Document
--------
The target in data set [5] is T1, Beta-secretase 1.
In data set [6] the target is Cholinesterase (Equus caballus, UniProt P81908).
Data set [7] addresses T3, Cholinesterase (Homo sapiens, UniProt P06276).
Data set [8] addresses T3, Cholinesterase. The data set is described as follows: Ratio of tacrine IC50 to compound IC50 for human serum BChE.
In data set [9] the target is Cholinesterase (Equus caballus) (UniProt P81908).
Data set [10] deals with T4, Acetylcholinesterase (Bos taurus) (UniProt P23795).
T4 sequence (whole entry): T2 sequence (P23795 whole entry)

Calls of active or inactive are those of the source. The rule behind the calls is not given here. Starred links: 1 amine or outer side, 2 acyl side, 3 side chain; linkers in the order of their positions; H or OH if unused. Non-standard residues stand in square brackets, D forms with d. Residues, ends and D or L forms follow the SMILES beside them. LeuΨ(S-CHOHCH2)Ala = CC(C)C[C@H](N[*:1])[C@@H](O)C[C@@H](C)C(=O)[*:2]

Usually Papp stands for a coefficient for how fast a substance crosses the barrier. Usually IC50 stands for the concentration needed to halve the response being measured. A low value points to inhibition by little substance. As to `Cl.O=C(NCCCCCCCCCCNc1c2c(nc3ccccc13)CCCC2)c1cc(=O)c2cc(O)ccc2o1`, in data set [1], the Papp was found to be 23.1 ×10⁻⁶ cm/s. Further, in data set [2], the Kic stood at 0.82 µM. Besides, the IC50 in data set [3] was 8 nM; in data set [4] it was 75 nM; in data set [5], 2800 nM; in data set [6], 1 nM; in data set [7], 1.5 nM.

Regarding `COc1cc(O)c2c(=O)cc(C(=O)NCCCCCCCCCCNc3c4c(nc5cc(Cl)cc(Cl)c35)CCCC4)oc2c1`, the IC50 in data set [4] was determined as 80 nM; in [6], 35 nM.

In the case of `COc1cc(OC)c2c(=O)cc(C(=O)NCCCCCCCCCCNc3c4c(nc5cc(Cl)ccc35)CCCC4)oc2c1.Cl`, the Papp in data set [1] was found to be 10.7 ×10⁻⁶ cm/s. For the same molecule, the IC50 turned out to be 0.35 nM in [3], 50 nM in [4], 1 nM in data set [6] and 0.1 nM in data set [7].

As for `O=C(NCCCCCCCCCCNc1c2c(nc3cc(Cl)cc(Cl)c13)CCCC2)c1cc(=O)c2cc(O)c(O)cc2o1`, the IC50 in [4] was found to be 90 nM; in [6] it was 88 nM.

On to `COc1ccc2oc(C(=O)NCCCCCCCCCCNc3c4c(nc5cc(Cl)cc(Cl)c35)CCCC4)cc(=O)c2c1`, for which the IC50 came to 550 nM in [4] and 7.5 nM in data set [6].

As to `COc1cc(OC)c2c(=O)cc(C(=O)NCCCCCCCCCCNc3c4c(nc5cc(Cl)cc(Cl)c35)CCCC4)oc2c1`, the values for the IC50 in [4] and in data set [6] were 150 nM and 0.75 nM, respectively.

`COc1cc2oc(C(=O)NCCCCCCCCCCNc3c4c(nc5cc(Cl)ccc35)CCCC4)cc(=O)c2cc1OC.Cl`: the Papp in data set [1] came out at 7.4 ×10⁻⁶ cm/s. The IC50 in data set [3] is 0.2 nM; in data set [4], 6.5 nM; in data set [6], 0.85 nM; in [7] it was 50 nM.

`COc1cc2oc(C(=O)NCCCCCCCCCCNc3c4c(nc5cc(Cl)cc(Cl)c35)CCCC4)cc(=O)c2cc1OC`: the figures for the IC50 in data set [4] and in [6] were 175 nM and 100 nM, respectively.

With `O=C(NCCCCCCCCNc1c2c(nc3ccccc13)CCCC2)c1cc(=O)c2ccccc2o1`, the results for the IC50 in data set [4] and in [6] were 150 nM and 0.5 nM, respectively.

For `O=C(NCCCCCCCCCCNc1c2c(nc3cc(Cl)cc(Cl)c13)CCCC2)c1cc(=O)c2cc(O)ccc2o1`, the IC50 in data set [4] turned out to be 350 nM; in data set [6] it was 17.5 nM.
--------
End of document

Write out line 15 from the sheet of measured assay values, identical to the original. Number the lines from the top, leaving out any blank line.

`COc1cc2oc(C(=O)NCCCCCCCCCCNc3c4c(nc5cc(Cl)ccc35)CCCC4)cc(=O)c2cc1OC.Cl`: the Papp in data set [1] came out at 7.4 ×10⁻⁶ cm/s. The IC50 in data set [3] is 0.2 nM; in data set [4], 6.5 nM; in data set [6], 0.85 nM; in [7] it was 50 nM.